• Your point on 'lock-in' seems crucial. It currently seems to me that there are 'critical junctures' (Capoccia) in which regimes get set and then its very hard to change them. So e.g. the failure to control nukes or cyber in early years. ABM is a complex example - very very hard to get back on the table, but Rumsfeld +others managed it after 30 years of battling.
  • My impression is that the BWC (and CWC) - the meetings/conferences etc - are often seen as arms control regimes that are pretty good at keeping up with technical developments - maybe a point in favour of centralisation.
  • Just on the details of the BWC, seems worth mentioning a few things. (Nitpicky: when the UK proposed a BWC, it said verification wasn't technically possible at the time [1]). First, the Nixon Administration thought BW were militarily useless and had already unilaterally disarmed, so verification was less of a priority [2]. Second, one of the reasons to want a Verification Protocol in the 90s was the revelation that the Soviets cheated over the 70s-80s, building the biggest BW program ever. Third, the Bush Admin rejected the Verification Protocol in 2001 (pre 9/11!), its first year - at the same time as it was ripping up START III, Kyoto, and the ABM Treaty. This is all to suggest that state interest, and elites' changing conceptions of state interest, can create space for change.

[1] http://www.cbw-events.org.uk/EX1968.PDF 

[2] https://www.belfercenter.org/publication/farewell-germs-us-renunciation-biological-and-toxin-warfare-1969-70


What EA projects could grow to become megaprojects, eventually spending $100m per year?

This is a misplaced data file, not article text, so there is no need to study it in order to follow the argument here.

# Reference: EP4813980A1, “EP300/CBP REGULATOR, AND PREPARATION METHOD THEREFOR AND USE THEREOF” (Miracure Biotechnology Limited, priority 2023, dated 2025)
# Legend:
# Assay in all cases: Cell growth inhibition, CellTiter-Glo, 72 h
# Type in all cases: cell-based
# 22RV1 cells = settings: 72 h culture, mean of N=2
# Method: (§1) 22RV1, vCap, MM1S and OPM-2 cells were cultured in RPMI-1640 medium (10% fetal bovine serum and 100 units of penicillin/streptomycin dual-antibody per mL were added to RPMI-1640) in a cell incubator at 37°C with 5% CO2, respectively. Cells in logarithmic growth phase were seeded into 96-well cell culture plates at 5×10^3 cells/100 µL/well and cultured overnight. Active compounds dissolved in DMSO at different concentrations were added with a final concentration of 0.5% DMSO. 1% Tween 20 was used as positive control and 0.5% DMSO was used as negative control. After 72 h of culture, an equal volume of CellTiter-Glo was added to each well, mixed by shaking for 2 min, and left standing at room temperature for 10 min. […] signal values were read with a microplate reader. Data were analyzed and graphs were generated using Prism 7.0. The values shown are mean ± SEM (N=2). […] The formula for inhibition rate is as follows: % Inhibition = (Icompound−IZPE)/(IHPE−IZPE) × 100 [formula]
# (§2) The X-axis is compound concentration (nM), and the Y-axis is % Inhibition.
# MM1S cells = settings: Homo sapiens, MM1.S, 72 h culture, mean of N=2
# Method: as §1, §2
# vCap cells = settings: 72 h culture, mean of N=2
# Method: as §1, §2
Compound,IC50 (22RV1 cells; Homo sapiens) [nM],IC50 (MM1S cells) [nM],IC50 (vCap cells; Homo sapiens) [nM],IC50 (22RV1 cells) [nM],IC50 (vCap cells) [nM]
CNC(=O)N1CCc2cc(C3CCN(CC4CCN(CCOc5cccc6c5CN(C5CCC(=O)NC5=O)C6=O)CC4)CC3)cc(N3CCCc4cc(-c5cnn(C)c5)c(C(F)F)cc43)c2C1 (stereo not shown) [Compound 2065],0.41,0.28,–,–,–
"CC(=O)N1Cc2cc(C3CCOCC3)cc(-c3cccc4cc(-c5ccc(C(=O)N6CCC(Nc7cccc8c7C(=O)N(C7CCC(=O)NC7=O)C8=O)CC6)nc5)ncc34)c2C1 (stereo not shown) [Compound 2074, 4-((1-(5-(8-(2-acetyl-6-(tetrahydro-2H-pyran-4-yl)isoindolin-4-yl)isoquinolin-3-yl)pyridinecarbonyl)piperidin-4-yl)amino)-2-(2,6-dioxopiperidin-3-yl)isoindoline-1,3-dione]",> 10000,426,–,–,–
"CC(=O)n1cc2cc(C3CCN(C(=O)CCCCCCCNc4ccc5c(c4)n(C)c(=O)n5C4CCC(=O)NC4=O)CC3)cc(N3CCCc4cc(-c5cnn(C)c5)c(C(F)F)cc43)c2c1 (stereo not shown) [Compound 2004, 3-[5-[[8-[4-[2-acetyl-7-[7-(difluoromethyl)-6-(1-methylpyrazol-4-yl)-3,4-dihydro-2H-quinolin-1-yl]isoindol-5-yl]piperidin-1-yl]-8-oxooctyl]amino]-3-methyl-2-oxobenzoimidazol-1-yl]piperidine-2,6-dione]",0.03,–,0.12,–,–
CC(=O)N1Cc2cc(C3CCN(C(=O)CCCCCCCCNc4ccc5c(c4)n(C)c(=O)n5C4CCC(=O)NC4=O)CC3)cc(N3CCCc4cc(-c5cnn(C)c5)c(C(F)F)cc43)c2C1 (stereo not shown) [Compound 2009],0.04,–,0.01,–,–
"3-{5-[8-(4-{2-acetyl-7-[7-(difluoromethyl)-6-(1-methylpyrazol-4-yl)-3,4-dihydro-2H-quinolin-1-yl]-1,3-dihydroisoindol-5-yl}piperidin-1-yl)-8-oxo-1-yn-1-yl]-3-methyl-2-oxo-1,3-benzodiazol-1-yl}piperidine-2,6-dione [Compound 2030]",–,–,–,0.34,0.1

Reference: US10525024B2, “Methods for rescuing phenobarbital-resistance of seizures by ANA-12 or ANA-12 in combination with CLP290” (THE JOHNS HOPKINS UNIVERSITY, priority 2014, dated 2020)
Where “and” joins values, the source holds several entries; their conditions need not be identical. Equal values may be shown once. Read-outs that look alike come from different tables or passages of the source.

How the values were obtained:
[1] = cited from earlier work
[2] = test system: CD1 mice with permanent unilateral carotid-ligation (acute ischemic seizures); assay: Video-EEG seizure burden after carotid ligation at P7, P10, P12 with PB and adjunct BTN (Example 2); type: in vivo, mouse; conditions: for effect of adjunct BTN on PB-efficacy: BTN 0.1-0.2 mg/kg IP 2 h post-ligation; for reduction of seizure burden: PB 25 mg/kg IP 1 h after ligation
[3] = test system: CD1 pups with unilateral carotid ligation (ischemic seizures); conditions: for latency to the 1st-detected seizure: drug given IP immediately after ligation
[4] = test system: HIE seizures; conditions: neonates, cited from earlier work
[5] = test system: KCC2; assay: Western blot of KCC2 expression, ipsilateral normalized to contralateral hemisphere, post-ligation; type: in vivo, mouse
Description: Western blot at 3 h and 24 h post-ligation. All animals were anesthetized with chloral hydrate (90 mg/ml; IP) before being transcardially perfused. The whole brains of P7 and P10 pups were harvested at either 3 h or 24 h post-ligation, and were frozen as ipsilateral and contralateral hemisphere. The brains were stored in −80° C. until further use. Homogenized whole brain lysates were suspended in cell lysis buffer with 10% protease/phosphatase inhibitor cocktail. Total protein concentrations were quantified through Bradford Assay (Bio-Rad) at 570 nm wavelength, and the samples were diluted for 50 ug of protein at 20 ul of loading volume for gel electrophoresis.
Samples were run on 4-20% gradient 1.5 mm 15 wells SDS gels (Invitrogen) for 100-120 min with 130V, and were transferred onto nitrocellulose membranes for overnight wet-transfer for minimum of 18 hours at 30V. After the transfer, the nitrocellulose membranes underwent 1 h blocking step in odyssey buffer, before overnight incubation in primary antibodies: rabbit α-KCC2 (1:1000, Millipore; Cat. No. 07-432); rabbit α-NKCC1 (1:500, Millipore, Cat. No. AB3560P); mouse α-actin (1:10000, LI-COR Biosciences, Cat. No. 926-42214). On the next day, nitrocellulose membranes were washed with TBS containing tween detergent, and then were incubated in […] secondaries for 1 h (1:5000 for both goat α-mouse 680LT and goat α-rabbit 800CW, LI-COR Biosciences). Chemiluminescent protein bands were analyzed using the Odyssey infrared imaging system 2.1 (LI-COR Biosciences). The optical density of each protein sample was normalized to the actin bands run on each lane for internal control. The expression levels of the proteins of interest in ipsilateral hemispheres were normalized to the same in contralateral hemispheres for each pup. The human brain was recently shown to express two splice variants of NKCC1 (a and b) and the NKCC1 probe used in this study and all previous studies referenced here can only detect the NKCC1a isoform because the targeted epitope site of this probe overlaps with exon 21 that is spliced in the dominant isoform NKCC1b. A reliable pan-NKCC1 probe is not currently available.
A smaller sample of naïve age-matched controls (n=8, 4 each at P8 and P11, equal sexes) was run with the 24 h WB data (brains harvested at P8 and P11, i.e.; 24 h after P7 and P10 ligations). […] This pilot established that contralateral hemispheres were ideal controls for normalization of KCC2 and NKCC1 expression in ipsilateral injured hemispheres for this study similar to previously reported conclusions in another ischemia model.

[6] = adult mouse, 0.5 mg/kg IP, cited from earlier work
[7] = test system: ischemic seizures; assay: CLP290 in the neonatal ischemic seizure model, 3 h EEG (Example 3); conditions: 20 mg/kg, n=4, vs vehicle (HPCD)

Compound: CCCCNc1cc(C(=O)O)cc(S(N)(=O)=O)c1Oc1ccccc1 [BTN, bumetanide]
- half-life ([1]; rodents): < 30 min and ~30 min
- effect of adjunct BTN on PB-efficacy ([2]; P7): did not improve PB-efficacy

Interesting first point, but I disagree. To me, the increased salience of climate change in recent years can be traced back to the 2018 Special Report on Global Warming of 1.5 °C (SR15), and in particular the meme '12 years to save the world'. Seems to have contributed to the start of School Strike for Climate, Extinction Rebellion and the Green New Deal. Another big new scary IPCC report on catastrophic climate change would further raise the salience of this issue-area.

I was thinking that $100m would be for all four of these topics, and that we'd  get cause-prioritisation VOI across all four of these areas. $100m for impact and VOI across all four seems pretty good to me (however I'm a researcher not a funder!)

On solar geo, I'm not an expert on it and am not arguing for it myself, merely reporting that its top of the 'asks' list for orgs like Silver Lining.

I actually rather like the framing in Xu & Ram - I don't think we know enough about >5 °C scenarios, so describing them as "unknown, implying beyond catastrophic, including existential threats" seems pretty reasonable to me. In any case, I cited that more to demonstrate the lack of research thats been done on these scenarios.

Most research/advocacy charities are not scalable

I think its a really good point that there's something very different between research/policy orgs and orgs that deliver products and services at scale. I basically agree, but I'd slightly tweak this to
"It is very hard for a charity to scale to more than $100 million per year without delivering a physical product or service."

Because  digital orgs/companies who deliver a digital service (GiveDirectly, Facebook/Google/etc) obviously can scale to $100 million per year. 

What EA projects could grow to become megaprojects, eventually spending $100m per year?

Hell yeah! Get JGL to star - https://www.eaglobal.org/speakers/joseph-gordon-levitt/